The Charterhouse in Clerkenwell opened to the public for the first time in its 660 year history on 27 January 2017. It has been a religious site, a grand Tudor mansion, a school and, as it has remained for over 400 years, an almshouse.
Partnering with the Museum of London, The Charterhouse has created a new museum within the Tudor mansion, as well as an exhibition space to tell its story and its role in key moments in English history.
Outside it isn’t obvious that you can go in so this is the entrance and, yes, it is now open to the public. We can visit the chapel and museum for free, and there are guided tours to see more of the building for a small charge.
Do stop and look at the 3D plan showing the current size of The Charterhouse buildings as it spreads much further than you can see here. It goes as far as Clerkenwell Road with some of the buildings now used by a university and hospital.
On display are artefacts from its own collection together with others from the Museum of London and other collections.
It’s a small museum but there are some interesting old maps and it explains the history of The Charterhouse clearly.
The museum is reached across Charterhouse Square, the site of a 1348 Black Death burial ground. The square has been re-designed, inspired by its 18th century layout, by Historic Royal Palace’s Gardens Adviser.
In 1371 the Charterhouse was built as a Carthusian monastery. During the English Reformation, in 1535, the monks refused to conform and the monastery was passed to the Crown. Subsequently it was granted to Lord North, who constructed a fine Tudor mansion which was later sold to the fourth Duke of Norfolk.
On 23 November 1558 (the day of her accession to the throne), Elizabeth I arrived at Charterhouse from Hatfield House. James I followed her lead by staying at the Charterhouse prior to his coronation.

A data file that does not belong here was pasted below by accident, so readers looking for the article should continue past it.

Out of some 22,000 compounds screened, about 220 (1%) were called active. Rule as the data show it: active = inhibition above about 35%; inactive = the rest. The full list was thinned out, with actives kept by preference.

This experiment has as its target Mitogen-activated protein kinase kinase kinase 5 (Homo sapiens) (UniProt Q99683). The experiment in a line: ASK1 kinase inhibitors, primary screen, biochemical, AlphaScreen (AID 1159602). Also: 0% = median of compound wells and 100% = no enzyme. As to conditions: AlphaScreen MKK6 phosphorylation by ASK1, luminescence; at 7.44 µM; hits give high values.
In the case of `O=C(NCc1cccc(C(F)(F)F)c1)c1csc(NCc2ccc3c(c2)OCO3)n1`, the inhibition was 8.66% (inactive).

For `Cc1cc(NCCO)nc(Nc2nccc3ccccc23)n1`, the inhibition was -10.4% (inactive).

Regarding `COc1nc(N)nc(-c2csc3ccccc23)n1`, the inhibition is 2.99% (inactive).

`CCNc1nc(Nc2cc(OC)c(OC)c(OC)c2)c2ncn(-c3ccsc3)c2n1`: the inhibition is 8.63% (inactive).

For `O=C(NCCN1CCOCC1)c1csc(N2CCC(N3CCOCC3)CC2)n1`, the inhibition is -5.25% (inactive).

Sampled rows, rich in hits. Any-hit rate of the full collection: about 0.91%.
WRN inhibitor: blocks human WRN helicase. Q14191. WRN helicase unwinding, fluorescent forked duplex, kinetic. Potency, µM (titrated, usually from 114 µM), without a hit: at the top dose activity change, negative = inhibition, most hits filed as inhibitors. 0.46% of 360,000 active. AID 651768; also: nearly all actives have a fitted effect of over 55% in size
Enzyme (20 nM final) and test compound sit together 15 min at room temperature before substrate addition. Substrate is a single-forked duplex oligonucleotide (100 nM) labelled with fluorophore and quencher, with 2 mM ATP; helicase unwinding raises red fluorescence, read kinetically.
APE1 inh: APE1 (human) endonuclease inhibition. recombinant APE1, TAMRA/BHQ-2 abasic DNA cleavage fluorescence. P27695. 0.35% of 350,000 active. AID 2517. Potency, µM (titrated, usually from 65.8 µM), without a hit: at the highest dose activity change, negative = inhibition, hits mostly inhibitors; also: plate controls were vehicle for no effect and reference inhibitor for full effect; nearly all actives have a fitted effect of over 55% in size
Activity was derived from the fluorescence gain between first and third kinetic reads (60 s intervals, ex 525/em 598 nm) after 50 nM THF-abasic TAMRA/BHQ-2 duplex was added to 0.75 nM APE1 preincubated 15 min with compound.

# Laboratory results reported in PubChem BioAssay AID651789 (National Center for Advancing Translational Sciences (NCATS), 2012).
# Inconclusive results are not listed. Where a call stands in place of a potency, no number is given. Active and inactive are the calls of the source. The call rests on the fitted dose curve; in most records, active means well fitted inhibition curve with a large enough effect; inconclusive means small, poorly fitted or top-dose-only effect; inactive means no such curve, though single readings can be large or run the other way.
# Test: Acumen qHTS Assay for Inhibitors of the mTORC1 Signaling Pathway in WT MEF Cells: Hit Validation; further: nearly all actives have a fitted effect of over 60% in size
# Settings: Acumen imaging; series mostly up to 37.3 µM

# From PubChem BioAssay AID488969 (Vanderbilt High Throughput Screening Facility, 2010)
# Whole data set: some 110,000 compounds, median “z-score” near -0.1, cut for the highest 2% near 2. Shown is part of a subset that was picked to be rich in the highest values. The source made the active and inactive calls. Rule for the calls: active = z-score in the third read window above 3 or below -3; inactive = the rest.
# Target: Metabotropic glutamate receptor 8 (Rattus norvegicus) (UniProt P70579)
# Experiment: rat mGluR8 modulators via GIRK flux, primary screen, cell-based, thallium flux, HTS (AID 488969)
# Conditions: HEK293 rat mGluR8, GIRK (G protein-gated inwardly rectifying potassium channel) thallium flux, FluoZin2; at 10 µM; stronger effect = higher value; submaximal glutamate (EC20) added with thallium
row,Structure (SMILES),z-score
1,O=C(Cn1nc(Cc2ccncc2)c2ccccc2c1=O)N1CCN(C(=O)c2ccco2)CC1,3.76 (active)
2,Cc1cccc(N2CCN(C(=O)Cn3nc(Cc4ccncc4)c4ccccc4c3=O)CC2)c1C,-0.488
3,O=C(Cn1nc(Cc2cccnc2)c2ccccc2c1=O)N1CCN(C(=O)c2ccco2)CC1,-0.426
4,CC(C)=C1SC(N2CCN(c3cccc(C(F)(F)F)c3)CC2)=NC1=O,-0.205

In 1611 Thomas Sutton, a wealthy businessman, bought the Charterhouse and established the foundation that now bears his name providing a home for up to 80 Brothers: ‘either decrepit or old captaynes either at sea or at land, maimed or disabled soldiers, merchants fallen on hard times, those ruined by shipwreck of other calamity’ and for 40 poor scholars (which became Charterhouse School).
Sutton was a self-made man who amassed a fortune from property and money lending. Incredibly, he began his working life as the ‘well-beloved servant’ of the Dudley and Howard families, two powerful dynasties in Tudor England.
John Wesley, founder of the Methodist Church, was a pupil at the school in Charterhouse as was William Makepeace Thackeray, in the early nineteenth century. The Charterhouse is now home to over 40 Brothers.
You can see plaques for Welsey and Thackeray, amongst other, in the ante-chapel.
The chapel is dominated by Thomas Sutton’s monument but do look at the wood carving on the end of the pews where a greyhound can be seen.
Since James I became one of the first Governors of the Charity, the Charterhouse has always enjoyed Royal Governors, except during the Interregnum when Governors who were unwilling to support the parliamentary cause were replaced (and Cromwell himself was appointed to the governing body).
Today Her Majesty the Queen, His Royal Highness The Duke of Edinburgh and His Royal Highness The Prince of Wales are all Royal Governors.
The museum and chapel are free to visit and you won’t need more than an hour to see it all. There’s Thackeray’s at the Charterhouse Cafe right next door serving well-priced tea and cake.
Address: Charterhouse, Sutton’s Hospital, Charterhouse Square, London EC1M 6AN
Official Website: www.thecharterhouse.org
You can find out more about Smithfield and the surrounding area in this Museum of London video.